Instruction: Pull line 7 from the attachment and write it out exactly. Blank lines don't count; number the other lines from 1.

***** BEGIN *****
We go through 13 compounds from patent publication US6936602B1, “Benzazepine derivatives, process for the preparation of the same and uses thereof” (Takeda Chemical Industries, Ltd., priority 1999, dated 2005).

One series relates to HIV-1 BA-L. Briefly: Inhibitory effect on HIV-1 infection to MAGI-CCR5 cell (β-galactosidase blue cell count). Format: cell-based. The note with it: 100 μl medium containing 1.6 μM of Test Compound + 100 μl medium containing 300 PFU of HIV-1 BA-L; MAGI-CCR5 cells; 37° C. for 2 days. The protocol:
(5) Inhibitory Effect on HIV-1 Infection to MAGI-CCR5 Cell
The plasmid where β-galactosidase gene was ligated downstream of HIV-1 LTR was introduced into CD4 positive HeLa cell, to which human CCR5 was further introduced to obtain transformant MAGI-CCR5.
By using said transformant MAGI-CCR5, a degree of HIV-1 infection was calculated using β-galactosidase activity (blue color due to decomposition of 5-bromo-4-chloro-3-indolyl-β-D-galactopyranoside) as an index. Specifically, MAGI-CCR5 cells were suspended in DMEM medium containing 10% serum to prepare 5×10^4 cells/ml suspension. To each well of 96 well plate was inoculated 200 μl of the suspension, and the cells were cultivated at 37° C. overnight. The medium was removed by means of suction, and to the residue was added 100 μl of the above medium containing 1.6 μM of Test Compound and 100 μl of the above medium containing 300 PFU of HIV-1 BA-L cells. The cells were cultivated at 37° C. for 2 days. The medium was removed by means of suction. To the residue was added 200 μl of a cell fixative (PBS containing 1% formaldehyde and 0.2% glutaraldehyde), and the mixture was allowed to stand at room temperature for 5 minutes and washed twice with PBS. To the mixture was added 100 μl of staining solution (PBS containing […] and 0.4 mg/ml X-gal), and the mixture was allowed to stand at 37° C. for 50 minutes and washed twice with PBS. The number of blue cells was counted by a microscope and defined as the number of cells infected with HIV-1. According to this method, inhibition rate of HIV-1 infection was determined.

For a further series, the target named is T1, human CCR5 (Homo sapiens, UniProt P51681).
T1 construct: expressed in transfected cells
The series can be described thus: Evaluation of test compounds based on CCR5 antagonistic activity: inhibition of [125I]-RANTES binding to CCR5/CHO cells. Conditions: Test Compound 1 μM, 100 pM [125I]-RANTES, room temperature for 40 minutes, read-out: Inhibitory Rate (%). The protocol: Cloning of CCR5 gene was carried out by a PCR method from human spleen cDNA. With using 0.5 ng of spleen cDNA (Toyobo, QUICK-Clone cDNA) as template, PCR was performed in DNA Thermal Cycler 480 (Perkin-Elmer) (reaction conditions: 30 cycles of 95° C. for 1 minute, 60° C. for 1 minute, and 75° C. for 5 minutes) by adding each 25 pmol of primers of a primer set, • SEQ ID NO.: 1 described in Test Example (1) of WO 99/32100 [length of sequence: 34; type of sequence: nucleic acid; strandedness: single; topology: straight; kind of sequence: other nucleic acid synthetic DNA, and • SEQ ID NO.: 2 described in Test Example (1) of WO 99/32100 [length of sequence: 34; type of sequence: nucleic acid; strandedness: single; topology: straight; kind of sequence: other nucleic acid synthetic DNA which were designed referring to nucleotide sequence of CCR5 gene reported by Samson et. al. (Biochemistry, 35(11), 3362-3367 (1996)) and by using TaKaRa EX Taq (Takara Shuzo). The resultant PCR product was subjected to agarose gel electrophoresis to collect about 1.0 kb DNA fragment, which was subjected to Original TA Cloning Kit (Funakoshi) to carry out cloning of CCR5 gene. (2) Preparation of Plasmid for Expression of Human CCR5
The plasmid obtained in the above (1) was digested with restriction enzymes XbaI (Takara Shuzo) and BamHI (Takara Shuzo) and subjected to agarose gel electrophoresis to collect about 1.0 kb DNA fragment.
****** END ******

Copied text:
T1 construct: expressed in transfected cells